She had been seen before but always dis-engaged after a few sessions as she reduced her drinking and thought she was OK and did not need any further help. However, this presentation was different as she had been told that he is drinking was affecting her health. She said’ she got a shock’ and wanted now to really try and change her pattern of drinking. She had never considered a community detoxification before, as the thought of not having any alcohol was something she had ever thought about. However, she wanted to try this now as she now saw the benefit of some time off alcohol. She was suitable for an alcohol detoxification as she had not suffered from alcohol withdrawal fits and could reduce her alcohol whilst she was in treatment. She did not have good insight into being ‘dry’ as she had never achieved this in twenty years. We discussed the use of aftercare medications and thought that disulfiram would be a good medication for her to try after the detoxification to help her go ‘dry’ (Off alcohol) for longer. She reduced her alcohol intake from 200 units a week to 100 units a week in four weeks. She was developing some insight into how difficult it would be for her to achieve alcohol free time, but she wanted to try. She attended AA groups which she found very helpful in increasing her insight by listening to other people’s stories of how they stopped. This was valuable for her to hear as this did increase her ability to envisage what she would need to do to stay ‘dry’.
She started her detoxification and within five days she had completed this regime successfully. She started on disulfiram and she found this really useful as previously, she did drink on top of this medication and experienced the side effects of severe sickness and was determined not to repeat this again.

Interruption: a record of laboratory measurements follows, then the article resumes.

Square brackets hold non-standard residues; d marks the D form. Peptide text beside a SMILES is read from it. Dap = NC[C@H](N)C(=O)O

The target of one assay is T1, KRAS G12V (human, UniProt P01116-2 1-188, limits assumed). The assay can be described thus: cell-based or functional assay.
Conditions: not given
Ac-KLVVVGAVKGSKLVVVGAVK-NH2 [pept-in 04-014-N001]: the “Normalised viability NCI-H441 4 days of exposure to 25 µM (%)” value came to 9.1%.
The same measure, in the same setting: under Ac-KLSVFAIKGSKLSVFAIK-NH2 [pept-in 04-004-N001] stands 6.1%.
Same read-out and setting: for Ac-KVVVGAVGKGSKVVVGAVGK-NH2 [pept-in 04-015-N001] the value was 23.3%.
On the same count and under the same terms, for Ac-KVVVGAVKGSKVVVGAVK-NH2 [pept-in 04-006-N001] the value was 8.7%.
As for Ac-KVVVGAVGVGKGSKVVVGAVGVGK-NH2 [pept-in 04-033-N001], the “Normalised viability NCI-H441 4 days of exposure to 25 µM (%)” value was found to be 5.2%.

This regime was beneficial for her for six months and her liver results did show signs of improvement, however she was not able to sustain her ‘dry’ period and relapsed after six months. However, for a patient that had no period in the last twenty years without alcohol this was a very good achievement and proved to her she could go alcohol free. (Important for her as she wanted to re-visit this treatment again). We worked on her insight and she was better and more honest and therefore better able to understand her pattern around alcohol. After three months she detoxed again, and she has now been ‘dry’ (At the moment of writing this) for a year to date. She has no desire to return to alcohol and her liver results are very much improved. She is still attending AA meetings as well and finds these very valuable as it reminds her of how damaging alcohol can be.
Also valuable was the service in primary care being able to accommodate one-to-one sessions and also be very close to home. It was not a big service where she would meet other dependent drinkers, and this was very valuable for her staying ‘dry’ she stated.
Therefore, the delivering of community alcohol detoxifications in primary care can enable patients a chance of living an alcoholfree life. This is a very valuable service delivered in premises close to the patient that makes engaging the patient more likely. This can also avoid a costly in-patient detoxification as well.
This paper does show the work completed by the shared care team in Islington and the value this can have for individuals. In the light of the economic climate of austerity and limited budgets for the NHS, services like this need to be promoted and argued as protected. Effective and efficient services need not be streamlined or changed but promoted showing the value good NHS primary care have on the general population.
Conflict of Interest
The authors made no disclosures.